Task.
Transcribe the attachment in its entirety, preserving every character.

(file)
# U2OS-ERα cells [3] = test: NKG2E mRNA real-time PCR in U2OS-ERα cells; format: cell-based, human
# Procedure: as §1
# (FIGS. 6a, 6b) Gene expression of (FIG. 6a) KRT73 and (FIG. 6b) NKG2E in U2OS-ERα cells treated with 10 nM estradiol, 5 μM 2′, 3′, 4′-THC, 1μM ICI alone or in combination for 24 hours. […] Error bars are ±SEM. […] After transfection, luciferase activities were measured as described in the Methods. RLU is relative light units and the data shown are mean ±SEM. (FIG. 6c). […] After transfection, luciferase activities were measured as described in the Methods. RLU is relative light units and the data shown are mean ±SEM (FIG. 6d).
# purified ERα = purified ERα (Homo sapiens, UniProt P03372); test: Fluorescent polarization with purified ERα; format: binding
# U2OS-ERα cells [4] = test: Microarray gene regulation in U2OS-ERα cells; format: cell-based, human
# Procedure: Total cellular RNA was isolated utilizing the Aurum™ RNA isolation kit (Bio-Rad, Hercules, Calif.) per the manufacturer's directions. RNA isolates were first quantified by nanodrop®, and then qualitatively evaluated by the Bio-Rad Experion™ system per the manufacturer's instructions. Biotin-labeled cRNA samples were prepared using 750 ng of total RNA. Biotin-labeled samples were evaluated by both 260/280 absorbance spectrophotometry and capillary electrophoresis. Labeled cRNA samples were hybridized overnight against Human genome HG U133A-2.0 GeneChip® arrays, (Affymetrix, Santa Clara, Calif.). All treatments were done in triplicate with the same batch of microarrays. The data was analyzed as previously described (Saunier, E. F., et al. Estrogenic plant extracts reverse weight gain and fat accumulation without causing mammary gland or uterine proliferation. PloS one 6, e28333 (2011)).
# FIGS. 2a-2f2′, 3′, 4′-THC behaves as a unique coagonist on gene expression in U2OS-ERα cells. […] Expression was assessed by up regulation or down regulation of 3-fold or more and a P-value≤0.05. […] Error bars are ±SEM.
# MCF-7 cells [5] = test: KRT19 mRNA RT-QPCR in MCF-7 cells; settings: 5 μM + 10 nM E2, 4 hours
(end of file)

# U2OS-ERα cells [3] = test: NKG2E mRNA real-time PCR in U2OS-ERα cells; format: cell-based, human
# Procedure: as §1
# (FIGS. 6a, 6b) Gene expression of (FIG. 6a) KRT73 and (FIG. 6b) NKG2E in U2OS-ERα cells treated with 10 nM estradiol, 5 μM 2′, 3′, 4′-THC, 1μM ICI alone or in combination for 24 hours. […] Error bars are ±SEM. […] After transfection, luciferase activities were measured as described in the Methods. RLU is relative light units and the data shown are mean ±SEM. (FIG. 6c). […] After transfection, luciferase activities were measured as described in the Methods. RLU is relative light units and the data shown are mean ±SEM (FIG. 6d).
# purified ERα = purified ERα (Homo sapiens, UniProt P03372); test: Fluorescent polarization with purified ERα; format: binding
# U2OS-ERα cells [4] = test: Microarray gene regulation in U2OS-ERα cells; format: cell-based, human
# Procedure: Total cellular RNA was isolated utilizing the Aurum™ RNA isolation kit (Bio-Rad, Hercules, Calif.) per the manufacturer's directions. RNA isolates were first quantified by nanodrop®, and then qualitatively evaluated by the Bio-Rad Experion™ system per the manufacturer's instructions. Biotin-labeled cRNA samples were prepared using 750 ng of total RNA. Biotin-labeled samples were evaluated by both 260/280 absorbance spectrophotometry and capillary electrophoresis. Labeled cRNA samples were hybridized overnight against Human genome HG U133A-2.0 GeneChip® arrays, (Affymetrix, Santa Clara, Calif.). All treatments were done in triplicate with the same batch of microarrays. The data was analyzed as previously described (Saunier, E. F., et al. Estrogenic plant extracts reverse weight gain and fat accumulation without causing mammary gland or uterine proliferation. PloS one 6, e28333 (2011)).
# FIGS. 2a-2f2′, 3′, 4′-THC behaves as a unique coagonist on gene expression in U2OS-ERα cells. […] Expression was assessed by up regulation or down regulation of 3-fold or more and a P-value≤0.05. […] Error bars are ±SEM.
# MCF-7 cells [5] = test: KRT19 mRNA RT-QPCR in MCF-7 cells; settings: 5 μM + 10 nM E2, 4 hours